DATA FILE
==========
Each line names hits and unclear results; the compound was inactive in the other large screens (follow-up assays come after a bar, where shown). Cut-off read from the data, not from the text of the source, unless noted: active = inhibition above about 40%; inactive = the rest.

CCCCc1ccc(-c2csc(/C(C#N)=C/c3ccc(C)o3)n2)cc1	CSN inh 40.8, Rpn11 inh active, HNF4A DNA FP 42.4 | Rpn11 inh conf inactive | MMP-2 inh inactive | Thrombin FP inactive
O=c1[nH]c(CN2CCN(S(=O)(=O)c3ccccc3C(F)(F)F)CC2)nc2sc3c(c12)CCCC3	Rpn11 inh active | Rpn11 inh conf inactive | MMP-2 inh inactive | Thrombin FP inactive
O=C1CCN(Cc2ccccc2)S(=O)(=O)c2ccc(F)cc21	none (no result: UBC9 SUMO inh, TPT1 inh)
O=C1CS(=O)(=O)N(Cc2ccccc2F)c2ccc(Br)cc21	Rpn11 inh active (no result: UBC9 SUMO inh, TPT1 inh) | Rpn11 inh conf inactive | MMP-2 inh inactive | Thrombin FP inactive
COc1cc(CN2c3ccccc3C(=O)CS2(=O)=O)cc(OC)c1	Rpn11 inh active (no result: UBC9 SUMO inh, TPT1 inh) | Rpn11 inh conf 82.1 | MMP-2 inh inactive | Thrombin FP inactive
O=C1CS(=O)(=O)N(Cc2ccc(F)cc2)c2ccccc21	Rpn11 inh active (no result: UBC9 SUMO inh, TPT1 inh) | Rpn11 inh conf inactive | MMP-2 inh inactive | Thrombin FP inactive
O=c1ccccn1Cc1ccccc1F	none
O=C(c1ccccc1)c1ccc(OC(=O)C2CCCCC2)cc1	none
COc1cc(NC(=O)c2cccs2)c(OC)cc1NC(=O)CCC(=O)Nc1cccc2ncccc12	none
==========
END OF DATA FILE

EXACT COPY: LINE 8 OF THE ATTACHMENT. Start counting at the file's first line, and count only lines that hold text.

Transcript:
O=c1ccccn1Cc1ccccc1F	none